'Plumbing' CIOs will see IT remits evolve

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'Plumbing' CIOs will see IT remits evolve

Higher calling exists for those without broader business mandates.

Chief information officers that lack the mandate to evolve IT beyond its traditional 'plumbing' or 'engine room' roles will still see their remits evolve over time, according to analyst firm Gartner.

Research analyst John Roberts told iTnews that there is no guarantee that all - or even a majority - of CIOs will see their organisational standing shift to a point where the power of the IT organisation transcends its current place in the enterprise hierarchy.

iTnews has reported separate sets of Gartner research in the past month that point to an evolution of IT's standing to be influential on matters of marketing, law and other areas not traditionally thought of as falling under the CIO's remit.

Although CIOs in each case have been encouraged to take steps to develop skills and broader influence, not all will be given the opportunity to put that into practice.

"It's by no means obvious in today's world that CIOs will get the call to do more," Roberts said.

"There are multiple futures [possible for the CIO and IT organisation] and there's no mandated requirement that the CIO will become increasingly powerful.

"There will always have to be a focus on the plumbing. Some CIOs will stay... as just the engine room."

However, CIOs without that mandate to move beyond an 'engine room' setting would still see some evolution in the role, according to Gartner's latest research.

The analyst firm sees the future IT engine room differing from the current model in two important ways, shaking prior perceptions of IT as an "internal cost centre".

"IT as an engine room implies a well-engineered, reliable organ pumping energy and life into the enterprise," Gartner said in its research note.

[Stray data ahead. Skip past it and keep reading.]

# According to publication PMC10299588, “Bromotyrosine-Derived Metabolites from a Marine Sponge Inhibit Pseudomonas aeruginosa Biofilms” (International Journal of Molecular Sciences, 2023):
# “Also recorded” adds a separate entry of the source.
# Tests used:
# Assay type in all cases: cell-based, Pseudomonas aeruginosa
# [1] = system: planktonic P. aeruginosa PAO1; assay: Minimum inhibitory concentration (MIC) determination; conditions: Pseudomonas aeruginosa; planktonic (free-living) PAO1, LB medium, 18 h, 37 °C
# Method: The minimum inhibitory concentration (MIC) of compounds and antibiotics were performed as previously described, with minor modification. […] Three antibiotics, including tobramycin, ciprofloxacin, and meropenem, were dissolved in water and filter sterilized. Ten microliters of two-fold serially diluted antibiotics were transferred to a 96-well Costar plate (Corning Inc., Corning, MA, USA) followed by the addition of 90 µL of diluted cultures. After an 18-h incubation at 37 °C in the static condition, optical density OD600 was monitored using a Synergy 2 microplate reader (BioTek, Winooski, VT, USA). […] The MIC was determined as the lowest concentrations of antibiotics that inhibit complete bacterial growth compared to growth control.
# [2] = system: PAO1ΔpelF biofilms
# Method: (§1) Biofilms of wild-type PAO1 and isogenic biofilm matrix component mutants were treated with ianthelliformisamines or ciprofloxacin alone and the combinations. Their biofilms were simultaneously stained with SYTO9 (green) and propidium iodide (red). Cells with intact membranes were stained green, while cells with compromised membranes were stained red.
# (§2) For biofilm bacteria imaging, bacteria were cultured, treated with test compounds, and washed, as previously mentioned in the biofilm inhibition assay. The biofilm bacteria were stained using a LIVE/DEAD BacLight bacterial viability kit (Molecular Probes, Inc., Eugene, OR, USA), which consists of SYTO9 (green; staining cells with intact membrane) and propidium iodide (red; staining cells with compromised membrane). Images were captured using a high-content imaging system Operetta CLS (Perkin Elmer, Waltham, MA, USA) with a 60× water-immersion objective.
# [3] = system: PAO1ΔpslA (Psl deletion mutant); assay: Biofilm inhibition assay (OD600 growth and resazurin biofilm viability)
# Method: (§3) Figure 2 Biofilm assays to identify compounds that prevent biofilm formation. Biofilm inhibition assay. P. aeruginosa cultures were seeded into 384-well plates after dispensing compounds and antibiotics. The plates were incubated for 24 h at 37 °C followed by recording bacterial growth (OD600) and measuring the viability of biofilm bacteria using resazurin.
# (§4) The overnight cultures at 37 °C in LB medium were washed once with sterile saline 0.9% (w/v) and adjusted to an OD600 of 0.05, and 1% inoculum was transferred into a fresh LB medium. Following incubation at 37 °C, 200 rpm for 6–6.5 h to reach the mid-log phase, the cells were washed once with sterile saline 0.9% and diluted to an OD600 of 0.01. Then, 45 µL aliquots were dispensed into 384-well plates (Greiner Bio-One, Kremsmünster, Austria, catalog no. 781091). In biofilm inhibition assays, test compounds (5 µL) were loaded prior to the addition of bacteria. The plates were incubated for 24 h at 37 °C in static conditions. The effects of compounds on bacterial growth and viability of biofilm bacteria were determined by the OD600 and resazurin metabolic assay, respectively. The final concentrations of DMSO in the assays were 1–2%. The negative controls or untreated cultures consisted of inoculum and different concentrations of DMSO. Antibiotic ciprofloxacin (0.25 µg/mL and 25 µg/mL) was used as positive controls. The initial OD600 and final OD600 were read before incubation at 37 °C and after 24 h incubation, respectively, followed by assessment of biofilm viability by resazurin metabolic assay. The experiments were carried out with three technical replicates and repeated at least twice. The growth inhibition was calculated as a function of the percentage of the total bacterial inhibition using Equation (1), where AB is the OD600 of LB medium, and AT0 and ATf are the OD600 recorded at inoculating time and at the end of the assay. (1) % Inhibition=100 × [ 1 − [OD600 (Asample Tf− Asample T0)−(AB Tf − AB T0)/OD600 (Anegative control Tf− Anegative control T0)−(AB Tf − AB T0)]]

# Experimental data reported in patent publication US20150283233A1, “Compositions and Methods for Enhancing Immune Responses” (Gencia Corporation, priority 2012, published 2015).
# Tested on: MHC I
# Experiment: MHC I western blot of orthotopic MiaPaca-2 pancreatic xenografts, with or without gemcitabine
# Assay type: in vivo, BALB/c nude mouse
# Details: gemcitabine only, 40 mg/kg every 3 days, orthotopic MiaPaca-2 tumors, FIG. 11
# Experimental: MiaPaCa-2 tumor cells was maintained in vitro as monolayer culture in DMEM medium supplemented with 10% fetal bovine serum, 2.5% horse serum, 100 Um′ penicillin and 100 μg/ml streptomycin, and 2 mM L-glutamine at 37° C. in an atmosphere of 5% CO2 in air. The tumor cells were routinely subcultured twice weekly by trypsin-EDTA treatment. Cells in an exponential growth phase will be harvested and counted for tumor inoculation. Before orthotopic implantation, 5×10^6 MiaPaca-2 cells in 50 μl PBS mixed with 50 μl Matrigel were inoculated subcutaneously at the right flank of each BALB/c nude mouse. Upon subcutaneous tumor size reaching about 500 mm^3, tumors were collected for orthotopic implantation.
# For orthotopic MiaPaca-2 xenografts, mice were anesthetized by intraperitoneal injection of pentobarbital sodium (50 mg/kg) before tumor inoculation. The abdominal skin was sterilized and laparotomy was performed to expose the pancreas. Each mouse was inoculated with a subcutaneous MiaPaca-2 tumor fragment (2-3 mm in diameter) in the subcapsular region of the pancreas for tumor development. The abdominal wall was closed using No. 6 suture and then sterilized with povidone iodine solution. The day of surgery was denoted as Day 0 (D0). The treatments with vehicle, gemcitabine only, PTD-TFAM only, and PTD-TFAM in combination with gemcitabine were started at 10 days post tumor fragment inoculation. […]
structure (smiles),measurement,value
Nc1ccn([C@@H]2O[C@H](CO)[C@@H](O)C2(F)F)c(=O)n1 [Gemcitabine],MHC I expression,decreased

"IT's health is vital to the enterprise. The enterprise knows this and is vested in ensuring IT's health and fitness.

"IT as a cost centre, on the other hand, implies a resented necessity — a financial drain the enterprise would rather do without if only it could."

Roberts added: "The engine room certainly does have an absolute cost component to it, but it's not just simply IT as the cost centre.

"It's IT delivering the services on a cost-per-transaction basis."

He cited HSBC as an example of an IT engine room in action: "their objective over the next three years was to double the number of custom transactions and halve the unit cost".

Despite ongoing innovation at the institution's front end, IT was focused on core transactional systems, increasing the amount of transactions processed while driving down the cost of processing.

"That's an engine room at work," he said.

The second evolution of remit under a future 'engine room' scenario repositions IT as a broker of services - such as cloud applications - above and beyond the role IT traditionally plays in contract and vendor management.

Roberts likened the brokerage role to that of a facilities manager in a physical building, essentially acting as the go-to person for a range of services such as fit out, air-conditioning, maintenance, security, power and so on.

Brokering access to IT services, such as cloud applications, suggests the IT organisation will transcend current difficulties in establishing itself as the go-to for cloud procurement - or, at minimum, ensure that IT is consulted before such procurement decisions are made.

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